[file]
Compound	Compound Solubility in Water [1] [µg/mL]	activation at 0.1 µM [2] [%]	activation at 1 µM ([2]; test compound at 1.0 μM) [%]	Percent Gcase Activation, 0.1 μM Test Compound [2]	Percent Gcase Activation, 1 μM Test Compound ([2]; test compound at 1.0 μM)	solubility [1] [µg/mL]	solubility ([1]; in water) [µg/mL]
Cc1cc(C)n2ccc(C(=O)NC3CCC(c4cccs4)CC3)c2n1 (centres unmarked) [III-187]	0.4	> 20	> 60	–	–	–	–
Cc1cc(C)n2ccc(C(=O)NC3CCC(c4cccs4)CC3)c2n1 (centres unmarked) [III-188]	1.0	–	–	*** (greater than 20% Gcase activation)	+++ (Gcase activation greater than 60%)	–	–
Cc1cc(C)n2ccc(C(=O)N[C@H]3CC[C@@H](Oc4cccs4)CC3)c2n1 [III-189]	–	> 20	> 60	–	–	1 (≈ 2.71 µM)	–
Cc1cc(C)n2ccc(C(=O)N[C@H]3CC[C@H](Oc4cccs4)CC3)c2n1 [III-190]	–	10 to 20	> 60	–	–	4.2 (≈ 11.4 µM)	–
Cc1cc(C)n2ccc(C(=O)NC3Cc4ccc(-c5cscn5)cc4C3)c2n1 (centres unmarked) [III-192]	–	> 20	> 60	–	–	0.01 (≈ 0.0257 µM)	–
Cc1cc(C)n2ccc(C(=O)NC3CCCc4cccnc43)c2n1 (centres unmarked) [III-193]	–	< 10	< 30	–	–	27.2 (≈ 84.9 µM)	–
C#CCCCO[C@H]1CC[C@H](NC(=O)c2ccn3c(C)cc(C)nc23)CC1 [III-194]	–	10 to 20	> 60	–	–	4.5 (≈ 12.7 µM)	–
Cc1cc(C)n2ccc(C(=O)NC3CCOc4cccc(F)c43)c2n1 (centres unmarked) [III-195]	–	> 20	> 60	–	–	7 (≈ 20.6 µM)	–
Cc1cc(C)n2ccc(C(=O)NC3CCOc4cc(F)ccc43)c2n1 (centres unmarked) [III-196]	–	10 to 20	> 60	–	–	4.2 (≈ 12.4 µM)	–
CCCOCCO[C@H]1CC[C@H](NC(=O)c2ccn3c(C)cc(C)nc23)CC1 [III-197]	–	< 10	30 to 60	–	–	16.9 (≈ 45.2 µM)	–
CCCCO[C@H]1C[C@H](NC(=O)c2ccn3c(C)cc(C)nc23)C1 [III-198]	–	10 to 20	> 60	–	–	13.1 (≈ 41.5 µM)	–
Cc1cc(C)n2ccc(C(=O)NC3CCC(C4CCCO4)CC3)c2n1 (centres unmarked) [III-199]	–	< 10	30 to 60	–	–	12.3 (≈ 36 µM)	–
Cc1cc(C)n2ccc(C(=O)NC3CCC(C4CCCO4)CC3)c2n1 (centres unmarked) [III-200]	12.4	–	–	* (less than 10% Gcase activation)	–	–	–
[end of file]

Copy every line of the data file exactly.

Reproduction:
Compound	Compound Solubility in Water [1] [µg/mL]	activation at 0.1 µM [2] [%]	activation at 1 µM ([2]; test compound at 1.0 μM) [%]	Percent Gcase Activation, 0.1 μM Test Compound [2]	Percent Gcase Activation, 1 μM Test Compound ([2]; test compound at 1.0 μM)	solubility [1] [µg/mL]	solubility ([1]; in water) [µg/mL]
Cc1cc(C)n2ccc(C(=O)NC3CCC(c4cccs4)CC3)c2n1 (centres unmarked) [III-187]	0.4	> 20	> 60	–	–	–	–
Cc1cc(C)n2ccc(C(=O)NC3CCC(c4cccs4)CC3)c2n1 (centres unmarked) [III-188]	1.0	–	–	*** (greater than 20% Gcase activation)	+++ (Gcase activation greater than 60%)	–	–
Cc1cc(C)n2ccc(C(=O)N[C@H]3CC[C@@H](Oc4cccs4)CC3)c2n1 [III-189]	–	> 20	> 60	–	–	1 (≈ 2.71 µM)	–
Cc1cc(C)n2ccc(C(=O)N[C@H]3CC[C@H](Oc4cccs4)CC3)c2n1 [III-190]	–	10 to 20	> 60	–	–	4.2 (≈ 11.4 µM)	–
Cc1cc(C)n2ccc(C(=O)NC3Cc4ccc(-c5cscn5)cc4C3)c2n1 (centres unmarked) [III-192]	–	> 20	> 60	–	–	0.01 (≈ 0.0257 µM)	–
Cc1cc(C)n2ccc(C(=O)NC3CCCc4cccnc43)c2n1 (centres unmarked) [III-193]	–	< 10	< 30	–	–	27.2 (≈ 84.9 µM)	–
C#CCCCO[C@H]1CC[C@H](NC(=O)c2ccn3c(C)cc(C)nc23)CC1 [III-194]	–	10 to 20	> 60	–	–	4.5 (≈ 12.7 µM)	–
Cc1cc(C)n2ccc(C(=O)NC3CCOc4cccc(F)c43)c2n1 (centres unmarked) [III-195]	–	> 20	> 60	–	–	7 (≈ 20.6 µM)	–
Cc1cc(C)n2ccc(C(=O)NC3CCOc4cc(F)ccc43)c2n1 (centres unmarked) [III-196]	–	10 to 20	> 60	–	–	4.2 (≈ 12.4 µM)	–
CCCOCCO[C@H]1CC[C@H](NC(=O)c2ccn3c(C)cc(C)nc23)CC1 [III-197]	–	< 10	30 to 60	–	–	16.9 (≈ 45.2 µM)	–
CCCCO[C@H]1C[C@H](NC(=O)c2ccn3c(C)cc(C)nc23)C1 [III-198]	–	10 to 20	> 60	–	–	13.1 (≈ 41.5 µM)	–
Cc1cc(C)n2ccc(C(=O)NC3CCC(C4CCCO4)CC3)c2n1 (centres unmarked) [III-199]	–	< 10	30 to 60	–	–	12.3 (≈ 36 µM)	–
Cc1cc(C)n2ccc(C(=O)NC3CCC(C4CCCO4)CC3)c2n1 (centres unmarked) [III-200]	12.4	–	–	* (less than 10% Gcase activation)	–	–	–